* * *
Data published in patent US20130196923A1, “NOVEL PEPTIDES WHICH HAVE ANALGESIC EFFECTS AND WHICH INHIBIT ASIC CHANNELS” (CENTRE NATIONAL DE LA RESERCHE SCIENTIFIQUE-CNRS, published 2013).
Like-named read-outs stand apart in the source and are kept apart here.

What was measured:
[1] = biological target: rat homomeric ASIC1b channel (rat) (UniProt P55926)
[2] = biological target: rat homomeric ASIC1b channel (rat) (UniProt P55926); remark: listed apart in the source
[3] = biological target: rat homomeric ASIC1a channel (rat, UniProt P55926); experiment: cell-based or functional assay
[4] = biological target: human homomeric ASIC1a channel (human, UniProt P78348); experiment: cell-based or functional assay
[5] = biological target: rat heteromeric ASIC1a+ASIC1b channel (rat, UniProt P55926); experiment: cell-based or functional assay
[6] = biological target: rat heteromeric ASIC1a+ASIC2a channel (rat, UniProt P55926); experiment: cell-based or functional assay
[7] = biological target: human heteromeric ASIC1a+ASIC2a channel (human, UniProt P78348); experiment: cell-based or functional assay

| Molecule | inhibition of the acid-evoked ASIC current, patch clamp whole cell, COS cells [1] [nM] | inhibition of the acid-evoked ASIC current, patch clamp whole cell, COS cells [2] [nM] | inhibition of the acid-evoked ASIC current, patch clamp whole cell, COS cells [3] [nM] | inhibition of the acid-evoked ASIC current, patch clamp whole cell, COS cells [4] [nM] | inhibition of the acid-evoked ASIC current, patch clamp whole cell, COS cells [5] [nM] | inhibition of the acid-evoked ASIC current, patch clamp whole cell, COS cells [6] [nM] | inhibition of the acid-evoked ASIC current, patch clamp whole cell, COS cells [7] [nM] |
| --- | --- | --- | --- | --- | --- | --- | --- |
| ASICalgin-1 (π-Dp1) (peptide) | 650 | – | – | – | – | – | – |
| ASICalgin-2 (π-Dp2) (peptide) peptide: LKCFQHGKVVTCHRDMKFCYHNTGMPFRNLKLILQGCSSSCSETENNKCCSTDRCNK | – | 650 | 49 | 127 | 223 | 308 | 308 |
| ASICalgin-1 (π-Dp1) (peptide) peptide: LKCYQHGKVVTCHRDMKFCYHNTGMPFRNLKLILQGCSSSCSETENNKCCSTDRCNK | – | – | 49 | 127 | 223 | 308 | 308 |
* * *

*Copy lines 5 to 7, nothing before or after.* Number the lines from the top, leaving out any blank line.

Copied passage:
[2] = biological target: rat homomeric ASIC1b channel (rat) (UniProt P55926); remark: listed apart in the source
[3] = biological target: rat homomeric ASIC1a channel (rat, UniProt P55926); experiment: cell-based or functional assay
[4] = biological target: human homomeric ASIC1a channel (human, UniProt P78348); experiment: cell-based or functional assay